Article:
Residents walk through rubble in worn-torn Aleppo
Residents walk through rubble in worn-torn AleppoReuters

(AFP) - More than 300 civilians have been killed in a three-week surge of fighting and bombardment in Syria's devastated Aleppo city, a monitoring group said on Saturday.

The battle for Syria's second city has killed 333 civilians since July 31, when rebels launched a major push to break a government siege of districts under their control.

The toll includes 165 civilians -- among them 49 children -- killed in opposition fire on the city's government-held western districts.

Another 168 civilians died in Russian and regime air strikes and shelling on its rebel-controlled eastern neighborhoods, the Observatory said.

Russia has been carrying out air raids in support of President Bashar al-Assad's forces in Syria since September 2015.

Another 109 people were killed in bombardment across the rest of Aleppo province during the same period, the Britain-based monitoring group said.

Once Syria's economic hub, Aleppo city has been ripped apart by violence since mid-2012, with warplanes bombarding the east and rockets raining down on the west.

Air strikes pounded Aleppo's southern edges on Saturday, and the intense battles there could be heard throughout the city, AFP's correspondent in an eastern neighborhood said.

The violence rendered the rebel route out of the city -- via the southern district of Ramussa -- temporarily unusable, and trucks of food and other produce could not be brought into the city, the correspondent said.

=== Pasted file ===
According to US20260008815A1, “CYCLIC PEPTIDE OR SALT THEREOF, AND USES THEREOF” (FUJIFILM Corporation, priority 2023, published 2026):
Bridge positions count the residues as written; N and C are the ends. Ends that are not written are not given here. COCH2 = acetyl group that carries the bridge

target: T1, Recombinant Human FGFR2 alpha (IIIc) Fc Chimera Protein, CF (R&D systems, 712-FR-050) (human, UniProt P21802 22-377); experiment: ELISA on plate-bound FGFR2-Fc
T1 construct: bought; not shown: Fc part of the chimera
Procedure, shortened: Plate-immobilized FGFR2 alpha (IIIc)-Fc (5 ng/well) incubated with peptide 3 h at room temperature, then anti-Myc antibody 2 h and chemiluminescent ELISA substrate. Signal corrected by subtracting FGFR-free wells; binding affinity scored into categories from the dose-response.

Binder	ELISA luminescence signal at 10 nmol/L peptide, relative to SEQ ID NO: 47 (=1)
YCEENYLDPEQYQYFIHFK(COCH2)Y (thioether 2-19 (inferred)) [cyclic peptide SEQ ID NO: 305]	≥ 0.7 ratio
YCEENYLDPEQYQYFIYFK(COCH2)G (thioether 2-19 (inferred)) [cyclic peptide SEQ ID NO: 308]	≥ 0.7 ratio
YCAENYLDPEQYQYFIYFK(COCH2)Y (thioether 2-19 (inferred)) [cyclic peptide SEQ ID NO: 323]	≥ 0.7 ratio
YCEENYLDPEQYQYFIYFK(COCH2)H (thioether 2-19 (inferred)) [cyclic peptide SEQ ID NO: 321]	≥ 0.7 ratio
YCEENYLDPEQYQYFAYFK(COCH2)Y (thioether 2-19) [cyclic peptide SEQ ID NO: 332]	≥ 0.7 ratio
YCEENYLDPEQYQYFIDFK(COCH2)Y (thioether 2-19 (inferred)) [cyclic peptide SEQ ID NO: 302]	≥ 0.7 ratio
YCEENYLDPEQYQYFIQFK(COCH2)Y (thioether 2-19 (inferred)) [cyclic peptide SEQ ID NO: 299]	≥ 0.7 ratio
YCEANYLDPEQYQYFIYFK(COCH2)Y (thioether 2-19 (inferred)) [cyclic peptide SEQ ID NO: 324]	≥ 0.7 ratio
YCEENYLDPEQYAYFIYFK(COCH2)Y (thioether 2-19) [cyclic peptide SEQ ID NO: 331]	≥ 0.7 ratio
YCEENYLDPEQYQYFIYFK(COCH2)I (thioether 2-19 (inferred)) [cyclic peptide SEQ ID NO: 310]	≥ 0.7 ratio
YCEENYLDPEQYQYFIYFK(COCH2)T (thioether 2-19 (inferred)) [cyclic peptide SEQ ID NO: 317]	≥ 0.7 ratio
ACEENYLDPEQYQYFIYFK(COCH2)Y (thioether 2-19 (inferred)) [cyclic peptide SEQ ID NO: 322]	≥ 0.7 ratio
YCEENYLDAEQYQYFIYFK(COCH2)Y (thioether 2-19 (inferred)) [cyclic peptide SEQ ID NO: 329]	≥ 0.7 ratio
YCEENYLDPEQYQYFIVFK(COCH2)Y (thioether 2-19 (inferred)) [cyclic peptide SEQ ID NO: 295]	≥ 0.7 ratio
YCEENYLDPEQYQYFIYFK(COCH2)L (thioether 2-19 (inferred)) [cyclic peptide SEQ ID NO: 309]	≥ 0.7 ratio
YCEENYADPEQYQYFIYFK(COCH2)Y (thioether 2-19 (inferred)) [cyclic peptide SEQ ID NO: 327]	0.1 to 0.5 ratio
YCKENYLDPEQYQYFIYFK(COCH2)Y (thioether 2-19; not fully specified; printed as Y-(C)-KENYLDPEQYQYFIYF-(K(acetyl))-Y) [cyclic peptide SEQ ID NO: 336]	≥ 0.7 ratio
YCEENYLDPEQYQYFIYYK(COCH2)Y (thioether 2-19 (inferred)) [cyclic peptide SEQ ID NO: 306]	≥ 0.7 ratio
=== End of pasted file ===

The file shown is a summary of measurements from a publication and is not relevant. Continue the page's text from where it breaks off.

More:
Approximately 250,000 people live in the city's eastern districts, while another 1.2 million live in its western neighborhoods.

While rebel groups are accessing the city via Ramussa, the regime is using the Castello Road to the north of the city to reach areas it controls.

According to the Observatory, regime forces seized territory on the city's southern edges on Saturday.

"There are a lot of clashes and air strikes, and the regime made modest advances. They are trying to reinforce their positions," Observatory head Rami Abdel Rahman said.

The Observatory -- which relies on a network of sources inside Syria for its information -- says it determines what planes carried out raids according to their type, location, flight patterns and the munitions involved.

More than 290,000 people have been killed since Syria's conflict started in March 2011 and international efforts at putting an end to the war have faltered.